Haitian-Americans in South Florida outraged by president's alleged remark

'He said he was going to be the champion of Haitians,' one man said

By Erica Rakow - Reporter, Glenna Milberg - Reporter, Michael Putney - Senior Political Reporter

MIAMI - The counsel general of Haiti in Miami told Local 10 News on Friday that he is shocked and outraged about President Donald Trump's alleged controversial remark about Haiti.

Pascale Marra said the remark goes against a long history -- more than 200 years of friendship and cooperation between the U.S. and Haiti, which share the same democratic values.

Trump previously told Haitian-Americans: "I really want to be your greatest champion, and I will be your champion," while he was campaigning last year in Miami's Little Haiti. 

His promise is now in question after the comments allegedly made during a private immigration meeting with lawmakers. 

"He was very kind to the Haitians, he was very eloquent to them, and he was the first president to (have) ever visited Haitians, and he said he was going to be the champion of Haitians," Haitian-American Georges Sami Saati said. 

Saati, a member of the Republican Party, received Trump during his campaign visit to South Florida.

He doesn't deny that Trump possibly used the word "shithole" to describe Haiti and Africa, but he believes it's been taken out of context.

"But they have no confirmation yet," Saati said. "I want to see the tape. Don't get all upset, don't start criticizing, yelling. If he said it, he has to apologize, but if he did not say it, I think The Washington Post should apologize."

Other Haitians in South Florida called the words from the president hurtful.

"It just took the breath out of me," Saitinor Philius said. 

As Haitian-Americans gathered later in the day in Little Haiti to commemorate the 8-year anniversary of the devastating earthquake that hit Haiti, many expressed their outrage about the president's comment.

"We were planning to commemorate the 8th anniversary of the earthquake. We were shocked to hear comments made by President Donald Trump," Marleine Bastien said. "Haiti is not what he called it."

Haitians weren't the only people offended by the president's comments. People from dozens of countries took their oaths of citizenship Friday in South Florida as news spread about their new president's alleged statement.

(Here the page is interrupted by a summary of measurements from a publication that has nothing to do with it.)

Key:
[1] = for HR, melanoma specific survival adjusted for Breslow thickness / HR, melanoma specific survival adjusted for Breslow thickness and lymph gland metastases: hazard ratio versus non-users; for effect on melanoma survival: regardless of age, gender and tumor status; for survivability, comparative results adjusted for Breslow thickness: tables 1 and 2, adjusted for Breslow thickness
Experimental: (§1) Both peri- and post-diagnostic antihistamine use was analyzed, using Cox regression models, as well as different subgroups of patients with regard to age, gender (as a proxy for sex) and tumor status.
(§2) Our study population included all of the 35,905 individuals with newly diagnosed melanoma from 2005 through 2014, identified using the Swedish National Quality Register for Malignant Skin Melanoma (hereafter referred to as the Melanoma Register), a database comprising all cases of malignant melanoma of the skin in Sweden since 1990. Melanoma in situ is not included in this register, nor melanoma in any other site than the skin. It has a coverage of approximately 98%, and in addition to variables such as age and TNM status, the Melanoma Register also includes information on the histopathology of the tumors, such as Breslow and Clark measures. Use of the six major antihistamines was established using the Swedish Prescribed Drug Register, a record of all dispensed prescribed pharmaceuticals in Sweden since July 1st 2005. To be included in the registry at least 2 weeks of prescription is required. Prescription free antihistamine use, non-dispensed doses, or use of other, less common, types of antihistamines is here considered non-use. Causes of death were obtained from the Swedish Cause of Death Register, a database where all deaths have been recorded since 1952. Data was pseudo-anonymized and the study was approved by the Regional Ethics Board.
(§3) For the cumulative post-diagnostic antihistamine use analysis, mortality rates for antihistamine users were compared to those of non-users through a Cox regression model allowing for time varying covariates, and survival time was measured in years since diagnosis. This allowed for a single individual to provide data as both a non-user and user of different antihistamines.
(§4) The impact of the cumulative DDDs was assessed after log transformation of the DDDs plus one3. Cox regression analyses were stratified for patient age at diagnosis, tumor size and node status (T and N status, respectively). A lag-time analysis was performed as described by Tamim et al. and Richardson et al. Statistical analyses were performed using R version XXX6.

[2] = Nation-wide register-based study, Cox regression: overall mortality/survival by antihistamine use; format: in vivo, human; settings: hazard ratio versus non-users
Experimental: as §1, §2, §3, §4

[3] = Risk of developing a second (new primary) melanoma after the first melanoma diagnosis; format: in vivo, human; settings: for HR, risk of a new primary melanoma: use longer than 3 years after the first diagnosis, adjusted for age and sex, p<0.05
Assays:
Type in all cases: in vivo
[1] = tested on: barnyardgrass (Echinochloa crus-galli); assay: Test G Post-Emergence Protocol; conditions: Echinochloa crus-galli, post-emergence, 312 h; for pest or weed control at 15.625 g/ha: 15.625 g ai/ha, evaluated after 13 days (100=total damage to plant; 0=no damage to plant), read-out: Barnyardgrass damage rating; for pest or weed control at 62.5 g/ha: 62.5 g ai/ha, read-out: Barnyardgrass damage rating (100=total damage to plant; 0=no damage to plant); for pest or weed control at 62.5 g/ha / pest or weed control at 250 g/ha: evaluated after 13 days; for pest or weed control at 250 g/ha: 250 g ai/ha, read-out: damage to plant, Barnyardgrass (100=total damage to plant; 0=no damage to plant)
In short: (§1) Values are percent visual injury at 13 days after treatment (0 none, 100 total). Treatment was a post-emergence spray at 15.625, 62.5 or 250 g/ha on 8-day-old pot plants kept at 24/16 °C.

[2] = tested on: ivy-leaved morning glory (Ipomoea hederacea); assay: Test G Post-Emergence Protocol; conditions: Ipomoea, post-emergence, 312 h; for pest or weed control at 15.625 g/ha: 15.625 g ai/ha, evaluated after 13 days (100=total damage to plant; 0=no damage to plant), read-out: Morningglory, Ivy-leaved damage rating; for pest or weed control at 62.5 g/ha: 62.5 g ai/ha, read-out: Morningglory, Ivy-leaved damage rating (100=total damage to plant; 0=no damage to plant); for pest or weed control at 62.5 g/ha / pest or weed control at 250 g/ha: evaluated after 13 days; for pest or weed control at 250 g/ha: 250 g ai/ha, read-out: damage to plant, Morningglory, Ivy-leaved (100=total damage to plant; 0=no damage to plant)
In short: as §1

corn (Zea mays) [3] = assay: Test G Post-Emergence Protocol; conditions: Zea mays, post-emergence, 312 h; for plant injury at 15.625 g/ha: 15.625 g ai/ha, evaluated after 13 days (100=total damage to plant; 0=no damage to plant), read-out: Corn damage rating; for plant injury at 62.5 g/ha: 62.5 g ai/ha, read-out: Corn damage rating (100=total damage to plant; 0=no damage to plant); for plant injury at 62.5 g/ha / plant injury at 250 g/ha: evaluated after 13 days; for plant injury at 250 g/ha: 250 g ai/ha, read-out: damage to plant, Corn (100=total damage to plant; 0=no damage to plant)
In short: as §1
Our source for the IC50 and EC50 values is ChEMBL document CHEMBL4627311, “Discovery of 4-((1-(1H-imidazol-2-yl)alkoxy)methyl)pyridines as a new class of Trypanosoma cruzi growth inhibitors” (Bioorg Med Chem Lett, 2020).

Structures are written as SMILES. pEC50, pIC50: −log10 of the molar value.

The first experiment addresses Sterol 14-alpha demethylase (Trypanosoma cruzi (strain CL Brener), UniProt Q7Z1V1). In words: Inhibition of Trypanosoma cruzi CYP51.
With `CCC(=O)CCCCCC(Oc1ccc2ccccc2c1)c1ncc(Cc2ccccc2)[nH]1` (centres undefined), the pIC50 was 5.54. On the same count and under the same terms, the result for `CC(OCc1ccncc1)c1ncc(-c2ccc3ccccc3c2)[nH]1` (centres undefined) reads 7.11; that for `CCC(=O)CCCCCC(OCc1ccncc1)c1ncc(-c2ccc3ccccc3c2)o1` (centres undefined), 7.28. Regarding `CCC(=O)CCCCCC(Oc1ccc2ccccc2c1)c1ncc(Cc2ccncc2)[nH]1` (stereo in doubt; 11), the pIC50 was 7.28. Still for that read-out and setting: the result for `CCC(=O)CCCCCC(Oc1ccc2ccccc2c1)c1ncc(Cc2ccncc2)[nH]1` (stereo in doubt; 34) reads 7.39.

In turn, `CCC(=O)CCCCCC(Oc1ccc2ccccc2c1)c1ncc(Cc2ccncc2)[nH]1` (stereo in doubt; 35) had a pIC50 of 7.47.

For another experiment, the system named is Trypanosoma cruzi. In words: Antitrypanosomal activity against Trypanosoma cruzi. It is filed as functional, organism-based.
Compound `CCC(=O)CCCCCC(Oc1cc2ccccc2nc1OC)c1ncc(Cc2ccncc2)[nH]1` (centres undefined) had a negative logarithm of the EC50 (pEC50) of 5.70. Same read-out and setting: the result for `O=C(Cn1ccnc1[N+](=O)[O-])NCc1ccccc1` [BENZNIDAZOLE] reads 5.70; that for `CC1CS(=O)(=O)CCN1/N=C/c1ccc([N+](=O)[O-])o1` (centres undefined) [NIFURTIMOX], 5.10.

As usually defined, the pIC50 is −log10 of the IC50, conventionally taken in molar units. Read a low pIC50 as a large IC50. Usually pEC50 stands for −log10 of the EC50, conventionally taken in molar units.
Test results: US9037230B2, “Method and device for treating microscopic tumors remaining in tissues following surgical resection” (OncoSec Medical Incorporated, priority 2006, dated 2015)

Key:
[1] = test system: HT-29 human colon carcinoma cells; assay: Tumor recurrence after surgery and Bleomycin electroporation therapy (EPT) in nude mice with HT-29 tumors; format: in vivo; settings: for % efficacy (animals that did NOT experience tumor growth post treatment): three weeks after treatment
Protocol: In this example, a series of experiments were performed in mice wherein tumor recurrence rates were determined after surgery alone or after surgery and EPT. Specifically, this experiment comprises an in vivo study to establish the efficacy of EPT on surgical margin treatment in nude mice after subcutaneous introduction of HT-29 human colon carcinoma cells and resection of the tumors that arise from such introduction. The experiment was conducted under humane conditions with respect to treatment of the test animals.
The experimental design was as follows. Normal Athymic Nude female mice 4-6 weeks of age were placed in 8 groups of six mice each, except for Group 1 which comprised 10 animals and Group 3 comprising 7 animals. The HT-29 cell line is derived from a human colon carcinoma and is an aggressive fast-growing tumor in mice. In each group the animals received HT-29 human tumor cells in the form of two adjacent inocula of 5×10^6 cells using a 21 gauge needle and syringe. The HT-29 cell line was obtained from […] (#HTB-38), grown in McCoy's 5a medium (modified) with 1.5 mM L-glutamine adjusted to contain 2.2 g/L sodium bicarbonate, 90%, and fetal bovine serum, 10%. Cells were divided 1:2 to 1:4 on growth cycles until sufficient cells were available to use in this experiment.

"He is the president. He's going to do what he feels like doing," Youdelyn Mompremier, who is from Haiti, said. "I don't think anyone should say anything like that about any individual.

"Let's give him some more time to see what he can do."

"I kind of see his point, but I do think it's a little bit insensitive considering the situation in Haiti right now," Elizabeth Volmer said. 

The president, who appeared in a videotaped address, has big support from the newly hyphenated Venezuelans and Cubans, who support his hard line against those governments.

"He works a lot for the Americans. That's the important thing," Ana Quintero, from Venezeula, said. "Sometimes the way he expresses is ,I think, is not the right way to do it." 

"I think Trump is a good president for me," Mario Gonzalez, from Cuba, said. "Everyone needs to fix something. No one is perfect."

Lawmakers on both sides of the aisle took a harder stance against the remark. 

"If that's not racism, I don't know how you can define it," U.S. Rep. Ileana Ros-Lehtinen, R-Fla., said. "This is the president of the United States, the leader of the free world, making these racist statements."

No tape is expected to be released as the comment was allegedly made in a private meeting, and it's unclear whether a recording even exists.

The president implied Friday morning on Twitter that maybe he should start recording meetings because there is no trust.


 

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